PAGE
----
We may compute class marks (x_{i}) as per the relation
Now taking 30 as assumed mean (a) we may calculate d_{i} and f_{i}d_{i} as following.
Age (in years) 
Number of patients f_{i} 
class mark x_{i} 
d_{i}_{ }= x_{i}  30 
f_{i}d_{i} 
5  15 
6 
10 
20 
120 
15  25 
11 
20 
10 
110 
25  35 
21 
30 
0 
0 
35  45 
23 
40 
10 
230 
45  55 
14 
50 
20 
280 
55  65 
5 
60 
30 
150 
Total 
80 
430 
From the table we may observe that
Clearly, mean of this data is 35.38. It represents that on an average the age of a patient admitted to hospital was 35.38 years.
As we may observe that maximum class frequency is 23 belonging to class interval 35  45.
So, modal class = 35  45
Lower limit (l) of modal class = 35
Frequency (f_{1}) of modal class = 23
Class size (h) = 10
Frequency (f_{0}) of class preceding the modal class = 21
Frequency (f_{2}) of class succeeding the modal class = 14
Clearly mode is 36.8.It represents that maximum number of patients admitted in hospital were of 36.8 years.
So, modal class = 60  80
Lower class limit (l) of modal class = 60
Frequency (f_{1}) of modal class = 61
Frequency (f_{0}) of class preceding the modal class = 52
Frequency (f_{2}) of class succeeding the modal class = 38
Class size (h) = 20
So, modal lifetime of electrical components is 65.625 hours.
We may observe from the given data that maximum class frequency is 40 belonging to 1500  2000 intervals.
So, modal class = 1500  2000
Lower limit (l) of modal class = 1500
Frequency (f_{1}) of modal class = 40
Frequency (f_{0}) of class preceding modal class = 24
Frequency (f_{2}) of class succeeding modal class = 33
Class size (h) = 500
Now we may find classmark as
Class size (h) of give data = 500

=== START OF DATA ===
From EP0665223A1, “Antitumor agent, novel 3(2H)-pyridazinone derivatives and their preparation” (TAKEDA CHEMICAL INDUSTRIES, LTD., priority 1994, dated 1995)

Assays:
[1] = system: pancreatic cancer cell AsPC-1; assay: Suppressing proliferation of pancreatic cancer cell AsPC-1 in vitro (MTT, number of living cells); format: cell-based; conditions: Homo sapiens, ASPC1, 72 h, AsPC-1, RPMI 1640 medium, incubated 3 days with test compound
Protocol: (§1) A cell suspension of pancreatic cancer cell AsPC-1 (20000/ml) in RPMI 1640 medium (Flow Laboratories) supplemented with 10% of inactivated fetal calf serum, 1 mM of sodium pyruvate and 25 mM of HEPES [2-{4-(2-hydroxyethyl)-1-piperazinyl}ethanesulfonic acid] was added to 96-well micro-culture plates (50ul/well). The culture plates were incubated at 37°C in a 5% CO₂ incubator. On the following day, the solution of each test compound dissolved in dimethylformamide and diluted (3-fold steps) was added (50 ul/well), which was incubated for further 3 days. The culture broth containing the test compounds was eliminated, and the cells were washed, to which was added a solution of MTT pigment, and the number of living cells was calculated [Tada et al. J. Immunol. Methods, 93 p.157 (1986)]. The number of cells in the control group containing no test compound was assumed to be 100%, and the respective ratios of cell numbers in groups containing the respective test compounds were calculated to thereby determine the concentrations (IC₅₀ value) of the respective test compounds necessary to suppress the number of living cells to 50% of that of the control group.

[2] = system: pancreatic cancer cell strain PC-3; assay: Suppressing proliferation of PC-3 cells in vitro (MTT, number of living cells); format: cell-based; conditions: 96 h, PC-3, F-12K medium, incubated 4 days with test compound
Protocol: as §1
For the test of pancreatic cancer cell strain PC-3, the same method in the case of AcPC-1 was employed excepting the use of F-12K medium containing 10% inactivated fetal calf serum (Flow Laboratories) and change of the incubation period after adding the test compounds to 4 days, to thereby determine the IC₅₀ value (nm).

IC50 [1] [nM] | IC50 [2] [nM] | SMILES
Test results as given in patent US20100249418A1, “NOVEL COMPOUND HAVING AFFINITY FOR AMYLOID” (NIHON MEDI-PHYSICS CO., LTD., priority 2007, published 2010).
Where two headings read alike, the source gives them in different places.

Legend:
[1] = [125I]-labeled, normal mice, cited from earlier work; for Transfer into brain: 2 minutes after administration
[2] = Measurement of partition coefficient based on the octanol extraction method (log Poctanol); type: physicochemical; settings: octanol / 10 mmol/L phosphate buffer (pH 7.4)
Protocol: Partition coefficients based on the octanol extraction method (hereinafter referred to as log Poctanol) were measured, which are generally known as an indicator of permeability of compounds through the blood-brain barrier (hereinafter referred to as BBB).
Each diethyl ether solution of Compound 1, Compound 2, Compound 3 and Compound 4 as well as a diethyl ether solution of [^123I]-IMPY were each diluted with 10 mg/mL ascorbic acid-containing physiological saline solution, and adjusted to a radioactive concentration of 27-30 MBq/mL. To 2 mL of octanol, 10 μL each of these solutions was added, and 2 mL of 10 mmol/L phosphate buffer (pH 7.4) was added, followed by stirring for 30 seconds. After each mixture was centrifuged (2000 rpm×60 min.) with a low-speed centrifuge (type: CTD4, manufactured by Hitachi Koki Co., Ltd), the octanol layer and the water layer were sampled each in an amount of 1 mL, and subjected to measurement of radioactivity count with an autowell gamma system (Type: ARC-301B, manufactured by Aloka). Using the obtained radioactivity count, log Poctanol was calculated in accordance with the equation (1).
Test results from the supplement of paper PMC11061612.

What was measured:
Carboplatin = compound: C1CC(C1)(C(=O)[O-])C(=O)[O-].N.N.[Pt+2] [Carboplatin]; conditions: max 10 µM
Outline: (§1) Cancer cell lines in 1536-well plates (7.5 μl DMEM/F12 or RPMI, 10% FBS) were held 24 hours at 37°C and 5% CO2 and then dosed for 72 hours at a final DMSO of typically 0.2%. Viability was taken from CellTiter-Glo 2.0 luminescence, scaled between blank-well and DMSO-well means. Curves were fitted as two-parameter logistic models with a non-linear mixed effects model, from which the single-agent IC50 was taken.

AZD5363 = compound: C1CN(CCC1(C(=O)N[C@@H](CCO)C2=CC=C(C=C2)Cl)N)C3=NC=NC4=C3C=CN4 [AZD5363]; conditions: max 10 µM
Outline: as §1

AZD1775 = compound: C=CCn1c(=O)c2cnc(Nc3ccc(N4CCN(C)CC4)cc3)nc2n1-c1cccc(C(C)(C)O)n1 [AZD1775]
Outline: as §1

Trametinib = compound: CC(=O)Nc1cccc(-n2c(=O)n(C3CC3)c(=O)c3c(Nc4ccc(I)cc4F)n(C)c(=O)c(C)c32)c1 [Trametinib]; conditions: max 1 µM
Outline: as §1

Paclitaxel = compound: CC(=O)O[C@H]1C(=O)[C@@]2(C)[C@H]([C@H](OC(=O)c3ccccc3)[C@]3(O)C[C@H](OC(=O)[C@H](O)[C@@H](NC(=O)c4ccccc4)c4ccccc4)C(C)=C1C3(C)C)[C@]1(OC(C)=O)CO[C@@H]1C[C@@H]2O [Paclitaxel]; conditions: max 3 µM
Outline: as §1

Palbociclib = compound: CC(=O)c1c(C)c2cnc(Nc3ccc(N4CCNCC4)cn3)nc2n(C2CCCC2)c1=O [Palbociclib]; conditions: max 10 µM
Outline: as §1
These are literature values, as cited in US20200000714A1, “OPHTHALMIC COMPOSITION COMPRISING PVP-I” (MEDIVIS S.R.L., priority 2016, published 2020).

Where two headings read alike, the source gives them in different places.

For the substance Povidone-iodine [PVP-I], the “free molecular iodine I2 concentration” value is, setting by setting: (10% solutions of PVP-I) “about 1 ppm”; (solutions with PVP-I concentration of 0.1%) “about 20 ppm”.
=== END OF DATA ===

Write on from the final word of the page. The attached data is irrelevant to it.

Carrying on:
Now taking 2750 as assumed mean (a) we may calculate d_{i}, u_{i} and f_{i}u_{i} as following
Expenditure (in Rs) 
Number of families f_{i} 
x_{i} 
d_{i} = x_{i}  2750 
f_{i}u_{i}


1000  1500 
24 
1250 
1500 
3 
72 
1500  2000 
40 
1750 
1000 
2 
80 
2000  2500 
33 
2250 
500 
1 
33 
2500  3000 
28 
2750 
0 
0 
0 
3000  3500 
30 
3250 
500 
1 
30 
3500  4000 
22 
3750 
1000 
2 
44 
4000  4500 
16 
4250 
1500 
3 
48 
4500  5000 
7 
4750 
2000 
4 
28 
Total 
200 
35 
Now from the table, we may observe that
So, mean monthly expenditure was Rs.2662.50.
We may observe from the given data that maximum class frequency is 10 belonging to class interval 30  35.
So, modal class = 30  35
Class size (h) = 5
Lower limit (l) of modal class = 30
Frequency (f_{1}) of modal class = 10
Frequency (f_{0}) of class preceding modal class = 9
Frequency (f_{2}) of class succeeding modal class = 3
It represents that most of states/U.T have a teacher student ratio as 30.6
Now we may find class marks by using the relation
Now taking 32.5 as assumed mean (a) we may calculate d_{i}, u_{i} and f_{i}u_{i} as following.
Number of students per teacher 
Number of states/U.T (f_{i}) 
x_{i} 
d_{i} = x_{i}  32.5 

f_{i}u_{i} 
15  20 
3 
17.5 
15 
3 
9 
20  25 
8 
22.5 
10 
2 
16 
25  30 
9 
27.5 
5 
1 
9 
30  35 
10 
32.5 
0 
0 
0 
35  40 
3 
37.5 
5 
1 
3 
40  45 
0 
42.5 
10 
2 
0 
45  50 
0 
47.5 
15